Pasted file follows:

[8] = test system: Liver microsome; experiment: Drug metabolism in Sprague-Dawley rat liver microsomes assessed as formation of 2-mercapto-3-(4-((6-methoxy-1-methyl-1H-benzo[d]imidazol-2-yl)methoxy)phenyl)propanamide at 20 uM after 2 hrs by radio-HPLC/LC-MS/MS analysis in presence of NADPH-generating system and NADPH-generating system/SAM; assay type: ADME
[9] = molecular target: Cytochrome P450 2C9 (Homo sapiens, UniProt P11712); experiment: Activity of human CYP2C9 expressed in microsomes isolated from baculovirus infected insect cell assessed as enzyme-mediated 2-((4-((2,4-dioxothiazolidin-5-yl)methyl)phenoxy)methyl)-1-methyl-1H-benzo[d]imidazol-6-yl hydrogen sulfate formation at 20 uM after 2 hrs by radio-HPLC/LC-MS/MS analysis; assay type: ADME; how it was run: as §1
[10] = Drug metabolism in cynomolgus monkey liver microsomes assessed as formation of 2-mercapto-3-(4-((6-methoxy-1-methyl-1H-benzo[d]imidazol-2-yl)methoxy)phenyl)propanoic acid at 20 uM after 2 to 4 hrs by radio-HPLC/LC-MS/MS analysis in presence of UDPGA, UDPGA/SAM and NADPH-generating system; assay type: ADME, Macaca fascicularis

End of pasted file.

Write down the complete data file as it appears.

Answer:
[8] = test system: Liver microsome; experiment: Drug metabolism in Sprague-Dawley rat liver microsomes assessed as formation of 2-mercapto-3-(4-((6-methoxy-1-methyl-1H-benzo[d]imidazol-2-yl)methoxy)phenyl)propanamide at 20 uM after 2 hrs by radio-HPLC/LC-MS/MS analysis in presence of NADPH-generating system and NADPH-generating system/SAM; assay type: ADME
[9] = molecular target: Cytochrome P450 2C9 (Homo sapiens, UniProt P11712); experiment: Activity of human CYP2C9 expressed in microsomes isolated from baculovirus infected insect cell assessed as enzyme-mediated 2-((4-((2,4-dioxothiazolidin-5-yl)methyl)phenoxy)methyl)-1-methyl-1H-benzo[d]imidazol-6-yl hydrogen sulfate formation at 20 uM after 2 hrs by radio-HPLC/LC-MS/MS analysis; assay type: ADME; how it was run: as §1
[10] = Drug metabolism in cynomolgus monkey liver microsomes assessed as formation of 2-mercapto-3-(4-((6-methoxy-1-methyl-1H-benzo[d]imidazol-2-yl)methoxy)phenyl)propanoic acid at 20 uM after 2 to 4 hrs by radio-HPLC/LC-MS/MS analysis in presence of UDPGA, UDPGA/SAM and NADPH-generating system; assay type: ADME, Macaca fascicularis